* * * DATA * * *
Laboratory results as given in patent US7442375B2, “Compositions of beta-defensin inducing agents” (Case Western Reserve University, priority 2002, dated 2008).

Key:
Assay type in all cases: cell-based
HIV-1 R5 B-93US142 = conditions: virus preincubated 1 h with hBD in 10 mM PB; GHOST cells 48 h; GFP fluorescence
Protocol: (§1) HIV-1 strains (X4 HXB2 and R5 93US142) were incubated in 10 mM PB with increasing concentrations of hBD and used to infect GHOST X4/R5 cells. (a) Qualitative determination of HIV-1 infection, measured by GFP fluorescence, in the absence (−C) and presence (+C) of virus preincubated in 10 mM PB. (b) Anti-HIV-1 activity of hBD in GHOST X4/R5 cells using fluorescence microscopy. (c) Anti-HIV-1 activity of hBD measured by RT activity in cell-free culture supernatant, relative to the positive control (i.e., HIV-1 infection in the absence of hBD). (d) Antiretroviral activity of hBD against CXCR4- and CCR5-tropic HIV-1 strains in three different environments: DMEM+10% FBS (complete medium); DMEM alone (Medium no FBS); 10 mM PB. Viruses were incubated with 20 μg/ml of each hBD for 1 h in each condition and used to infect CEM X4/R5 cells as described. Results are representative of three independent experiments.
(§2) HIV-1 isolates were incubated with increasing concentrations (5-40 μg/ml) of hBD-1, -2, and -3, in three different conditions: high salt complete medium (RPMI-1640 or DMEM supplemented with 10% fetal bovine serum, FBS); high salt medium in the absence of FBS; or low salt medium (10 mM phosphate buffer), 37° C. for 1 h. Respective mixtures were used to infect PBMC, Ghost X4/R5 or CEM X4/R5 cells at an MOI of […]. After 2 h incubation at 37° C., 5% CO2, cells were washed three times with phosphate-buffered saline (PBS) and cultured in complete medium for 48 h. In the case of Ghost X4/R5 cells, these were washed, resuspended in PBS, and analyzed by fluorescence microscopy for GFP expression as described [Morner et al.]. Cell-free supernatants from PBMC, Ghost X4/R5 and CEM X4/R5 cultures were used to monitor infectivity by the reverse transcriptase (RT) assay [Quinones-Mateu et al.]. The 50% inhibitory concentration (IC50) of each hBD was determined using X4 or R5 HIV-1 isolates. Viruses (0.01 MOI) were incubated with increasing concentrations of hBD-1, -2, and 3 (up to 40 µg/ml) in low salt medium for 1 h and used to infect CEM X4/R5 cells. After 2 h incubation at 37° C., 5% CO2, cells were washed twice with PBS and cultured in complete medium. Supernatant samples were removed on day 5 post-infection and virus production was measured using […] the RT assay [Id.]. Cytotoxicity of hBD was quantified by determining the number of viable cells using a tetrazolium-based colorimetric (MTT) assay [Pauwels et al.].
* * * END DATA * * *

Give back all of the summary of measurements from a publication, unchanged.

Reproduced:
Laboratory results as given in patent US7442375B2, “Compositions of beta-defensin inducing agents” (Case Western Reserve University, priority 2002, dated 2008).

Key:
Assay type in all cases: cell-based
HIV-1 R5 B-93US142 = conditions: virus preincubated 1 h with hBD in 10 mM PB; GHOST cells 48 h; GFP fluorescence
Protocol: (§1) HIV-1 strains (X4 HXB2 and R5 93US142) were incubated in 10 mM PB with increasing concentrations of hBD and used to infect GHOST X4/R5 cells. (a) Qualitative determination of HIV-1 infection, measured by GFP fluorescence, in the absence (−C) and presence (+C) of virus preincubated in 10 mM PB. (b) Anti-HIV-1 activity of hBD in GHOST X4/R5 cells using fluorescence microscopy. (c) Anti-HIV-1 activity of hBD measured by RT activity in cell-free culture supernatant, relative to the positive control (i.e., HIV-1 infection in the absence of hBD). (d) Antiretroviral activity of hBD against CXCR4- and CCR5-tropic HIV-1 strains in three different environments: DMEM+10% FBS (complete medium); DMEM alone (Medium no FBS); 10 mM PB. Viruses were incubated with 20 μg/ml of each hBD for 1 h in each condition and used to infect CEM X4/R5 cells as described. Results are representative of three independent experiments.
(§2) HIV-1 isolates were incubated with increasing concentrations (5-40 μg/ml) of hBD-1, -2, and -3, in three different conditions: high salt complete medium (RPMI-1640 or DMEM supplemented with 10% fetal bovine serum, FBS); high salt medium in the absence of FBS; or low salt medium (10 mM phosphate buffer), 37° C. for 1 h. Respective mixtures were used to infect PBMC, Ghost X4/R5 or CEM X4/R5 cells at an MOI of […]. After 2 h incubation at 37° C., 5% CO2, cells were washed three times with phosphate-buffered saline (PBS) and cultured in complete medium for 48 h. In the case of Ghost X4/R5 cells, these were washed, resuspended in PBS, and analyzed by fluorescence microscopy for GFP expression as described [Morner et al.]. Cell-free supernatants from PBMC, Ghost X4/R5 and CEM X4/R5 cultures were used to monitor infectivity by the reverse transcriptase (RT) assay [Quinones-Mateu et al.]. The 50% inhibitory concentration (IC50) of each hBD was determined using X4 or R5 HIV-1 isolates. Viruses (0.01 MOI) were incubated with increasing concentrations of hBD-1, -2, and 3 (up to 40 µg/ml) in low salt medium for 1 h and used to infect CEM X4/R5 cells. After 2 h incubation at 37° C., 5% CO2, cells were washed twice with PBS and cultured in complete medium. Supernatant samples were removed on day 5 post-infection and virus production was measured using […] the RT assay [Id.]. Cytotoxicity of hBD was quantified by determining the number of viable cells using a tetrazolium-based colorimetric (MTT) assay [Pauwels et al.].